• Botswana puts a premium on economic and political integration in Southern Africa. It seeks to make SADC a working vehicle for economic development, and promotes efforts to make the region self-policing in terms of preventative diplomacy, conflict resolution, and good governance. It has welcomed post-apartheid South Africa as a partner in these efforts. Botswana joins the African consensus on most major international matters and is a member of international organisations such as the United Nations, the Commonwealth of Nations and the African Union (AU). Botswana is also a member of the International Criminal Court with a Bilateral Immunity Agreement of protection for the U.S. military (as covered under Article 98).
  • The northern boundary between the Caprivi Strip of Namibia and Botswana was the subject of an International Court of Justice dispute over Kasikili or Sedudu island in the Chobe River, which arose over the imprecise description of the border as the thalweg of the Chobe River, defined by Germany and Britain in the Helgoland-Zanzibar Treaty.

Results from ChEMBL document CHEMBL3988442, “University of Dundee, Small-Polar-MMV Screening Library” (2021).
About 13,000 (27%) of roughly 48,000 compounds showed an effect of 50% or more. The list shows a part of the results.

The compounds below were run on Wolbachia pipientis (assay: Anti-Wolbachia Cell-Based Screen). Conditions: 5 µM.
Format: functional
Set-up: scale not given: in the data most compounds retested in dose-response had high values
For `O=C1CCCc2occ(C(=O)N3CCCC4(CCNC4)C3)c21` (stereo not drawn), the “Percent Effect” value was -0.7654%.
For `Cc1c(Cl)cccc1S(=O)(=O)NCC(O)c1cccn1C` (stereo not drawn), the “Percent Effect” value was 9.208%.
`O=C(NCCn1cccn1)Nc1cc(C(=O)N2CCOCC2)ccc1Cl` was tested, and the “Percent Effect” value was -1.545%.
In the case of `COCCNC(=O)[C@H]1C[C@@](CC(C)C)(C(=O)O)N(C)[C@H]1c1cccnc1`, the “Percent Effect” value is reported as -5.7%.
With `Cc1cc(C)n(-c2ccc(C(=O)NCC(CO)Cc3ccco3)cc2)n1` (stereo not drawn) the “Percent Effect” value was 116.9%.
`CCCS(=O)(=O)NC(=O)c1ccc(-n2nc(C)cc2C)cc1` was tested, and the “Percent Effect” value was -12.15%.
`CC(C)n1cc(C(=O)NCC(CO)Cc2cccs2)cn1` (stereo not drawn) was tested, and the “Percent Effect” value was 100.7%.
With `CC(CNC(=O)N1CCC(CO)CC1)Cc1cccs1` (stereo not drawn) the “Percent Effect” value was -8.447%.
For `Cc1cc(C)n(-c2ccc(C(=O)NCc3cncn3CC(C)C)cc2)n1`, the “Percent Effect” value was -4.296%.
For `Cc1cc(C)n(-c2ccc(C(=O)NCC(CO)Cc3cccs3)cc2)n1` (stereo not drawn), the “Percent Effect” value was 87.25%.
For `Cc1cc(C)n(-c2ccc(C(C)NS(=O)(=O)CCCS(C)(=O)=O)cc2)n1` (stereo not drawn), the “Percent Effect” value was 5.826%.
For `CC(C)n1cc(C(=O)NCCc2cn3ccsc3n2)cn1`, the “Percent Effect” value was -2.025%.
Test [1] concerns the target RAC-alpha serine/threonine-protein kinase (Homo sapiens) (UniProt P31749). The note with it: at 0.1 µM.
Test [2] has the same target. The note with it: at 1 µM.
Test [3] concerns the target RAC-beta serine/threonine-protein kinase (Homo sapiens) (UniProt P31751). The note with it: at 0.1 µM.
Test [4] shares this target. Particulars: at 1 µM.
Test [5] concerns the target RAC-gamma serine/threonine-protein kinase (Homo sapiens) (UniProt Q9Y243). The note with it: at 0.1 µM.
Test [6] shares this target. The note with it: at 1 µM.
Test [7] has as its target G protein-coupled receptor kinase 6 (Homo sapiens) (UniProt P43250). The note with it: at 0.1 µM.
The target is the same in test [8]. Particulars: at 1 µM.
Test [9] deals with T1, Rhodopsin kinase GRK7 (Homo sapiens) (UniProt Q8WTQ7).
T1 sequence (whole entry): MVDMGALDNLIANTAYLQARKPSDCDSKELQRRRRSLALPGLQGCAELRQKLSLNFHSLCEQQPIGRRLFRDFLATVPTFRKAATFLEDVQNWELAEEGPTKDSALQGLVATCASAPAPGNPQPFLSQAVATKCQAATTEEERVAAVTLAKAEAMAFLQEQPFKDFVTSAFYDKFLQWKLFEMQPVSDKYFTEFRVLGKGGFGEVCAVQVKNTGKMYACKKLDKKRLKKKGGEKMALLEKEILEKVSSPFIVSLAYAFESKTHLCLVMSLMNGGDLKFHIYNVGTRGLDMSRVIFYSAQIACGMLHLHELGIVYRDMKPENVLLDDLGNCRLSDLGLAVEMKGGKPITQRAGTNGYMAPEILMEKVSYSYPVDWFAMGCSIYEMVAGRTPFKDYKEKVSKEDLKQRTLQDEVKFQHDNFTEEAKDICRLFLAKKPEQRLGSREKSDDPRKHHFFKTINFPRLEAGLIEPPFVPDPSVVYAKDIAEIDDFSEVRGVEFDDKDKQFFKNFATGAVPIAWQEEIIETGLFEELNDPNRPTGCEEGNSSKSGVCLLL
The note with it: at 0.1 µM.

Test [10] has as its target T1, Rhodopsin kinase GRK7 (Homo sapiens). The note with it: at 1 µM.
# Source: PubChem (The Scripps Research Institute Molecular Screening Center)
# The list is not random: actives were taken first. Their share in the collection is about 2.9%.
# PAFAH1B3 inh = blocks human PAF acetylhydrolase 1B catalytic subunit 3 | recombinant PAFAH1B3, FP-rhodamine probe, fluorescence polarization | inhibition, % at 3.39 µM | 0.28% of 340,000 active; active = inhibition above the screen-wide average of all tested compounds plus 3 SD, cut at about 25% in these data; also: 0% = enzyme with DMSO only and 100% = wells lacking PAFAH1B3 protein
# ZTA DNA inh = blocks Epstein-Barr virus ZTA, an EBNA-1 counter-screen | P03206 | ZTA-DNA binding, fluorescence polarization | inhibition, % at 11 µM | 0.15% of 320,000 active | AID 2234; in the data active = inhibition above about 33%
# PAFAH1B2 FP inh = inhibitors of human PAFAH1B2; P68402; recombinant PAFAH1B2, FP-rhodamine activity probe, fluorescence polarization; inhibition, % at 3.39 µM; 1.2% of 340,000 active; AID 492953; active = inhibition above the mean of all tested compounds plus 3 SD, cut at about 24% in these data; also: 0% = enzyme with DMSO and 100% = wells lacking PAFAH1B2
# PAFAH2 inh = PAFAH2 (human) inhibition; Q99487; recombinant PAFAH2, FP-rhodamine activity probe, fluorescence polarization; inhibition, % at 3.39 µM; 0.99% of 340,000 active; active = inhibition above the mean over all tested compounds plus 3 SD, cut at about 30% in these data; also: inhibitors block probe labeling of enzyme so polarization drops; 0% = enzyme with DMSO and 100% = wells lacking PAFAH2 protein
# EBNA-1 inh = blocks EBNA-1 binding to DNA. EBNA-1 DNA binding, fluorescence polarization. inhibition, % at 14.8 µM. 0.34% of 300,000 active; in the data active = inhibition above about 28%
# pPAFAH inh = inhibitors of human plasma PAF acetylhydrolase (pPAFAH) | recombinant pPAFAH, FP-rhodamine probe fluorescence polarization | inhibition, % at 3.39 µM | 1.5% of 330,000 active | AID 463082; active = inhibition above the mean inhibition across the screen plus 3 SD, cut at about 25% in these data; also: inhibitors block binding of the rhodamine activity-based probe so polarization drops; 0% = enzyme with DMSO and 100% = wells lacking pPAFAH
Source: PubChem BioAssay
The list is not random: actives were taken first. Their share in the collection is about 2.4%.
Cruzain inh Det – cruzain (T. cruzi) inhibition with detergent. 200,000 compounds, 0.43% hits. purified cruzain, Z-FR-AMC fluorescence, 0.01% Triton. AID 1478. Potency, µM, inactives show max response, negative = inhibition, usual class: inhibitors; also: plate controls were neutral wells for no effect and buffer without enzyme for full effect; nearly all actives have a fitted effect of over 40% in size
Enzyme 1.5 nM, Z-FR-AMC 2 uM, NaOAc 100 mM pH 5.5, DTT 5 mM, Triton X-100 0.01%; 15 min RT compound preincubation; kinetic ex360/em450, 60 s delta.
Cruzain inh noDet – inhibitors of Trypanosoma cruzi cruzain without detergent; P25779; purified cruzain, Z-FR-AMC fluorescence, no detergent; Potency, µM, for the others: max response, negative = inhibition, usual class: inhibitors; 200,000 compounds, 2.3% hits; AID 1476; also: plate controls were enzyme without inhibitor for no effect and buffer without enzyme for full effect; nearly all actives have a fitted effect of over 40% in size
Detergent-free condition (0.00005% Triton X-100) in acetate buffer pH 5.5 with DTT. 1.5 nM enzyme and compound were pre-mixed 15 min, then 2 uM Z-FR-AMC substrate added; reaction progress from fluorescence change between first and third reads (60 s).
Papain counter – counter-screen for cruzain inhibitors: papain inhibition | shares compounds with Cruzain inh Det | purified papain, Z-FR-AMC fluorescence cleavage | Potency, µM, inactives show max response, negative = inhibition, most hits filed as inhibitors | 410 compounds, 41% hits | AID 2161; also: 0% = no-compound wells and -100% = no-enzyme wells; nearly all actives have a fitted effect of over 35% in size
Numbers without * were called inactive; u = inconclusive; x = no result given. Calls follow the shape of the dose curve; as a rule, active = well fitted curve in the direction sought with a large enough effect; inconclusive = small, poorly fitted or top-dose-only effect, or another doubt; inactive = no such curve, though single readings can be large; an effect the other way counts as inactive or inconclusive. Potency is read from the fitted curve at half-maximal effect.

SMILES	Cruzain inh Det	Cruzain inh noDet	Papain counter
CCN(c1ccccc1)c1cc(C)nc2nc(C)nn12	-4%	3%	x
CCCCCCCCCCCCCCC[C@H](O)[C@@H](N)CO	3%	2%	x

Districts and sub-districts

     

    Districts of Botswana

    • Main articles: Districts of Botswana and Sub-districts of Botswana
  • Botswana is divided into nine districts:
  •  

    1. Central
    2. Ghanzi
    3. Kgalagadi
    4. Kgatleng
    5. Kweneng

     

    6. North-East
    7. North-West
    8. South-East
    9. Southern

     

    These districts are subdivided into a total twenty-eight subdistricts.

    Main population centres (in descending order)

    Cities

    • · Gaborone
    • · Francistown
  • Towns and villages
  •  

    · Molepolole

    · Selebi-Phikwe

    · Maun

    · Gumare

     

    ·Serowe

    · Kanye

    · Mahalapye

     

    · Mochudi

    · Mogoditshane

    · Gabane

    · Lobatse

     

    · Palapye

    · Tlokweng

    · Ramotswa

     

    · Thamaga

    · Moshupa

    · Tonota

     

    · Bobonong

    · Orapa

    · Jwaneng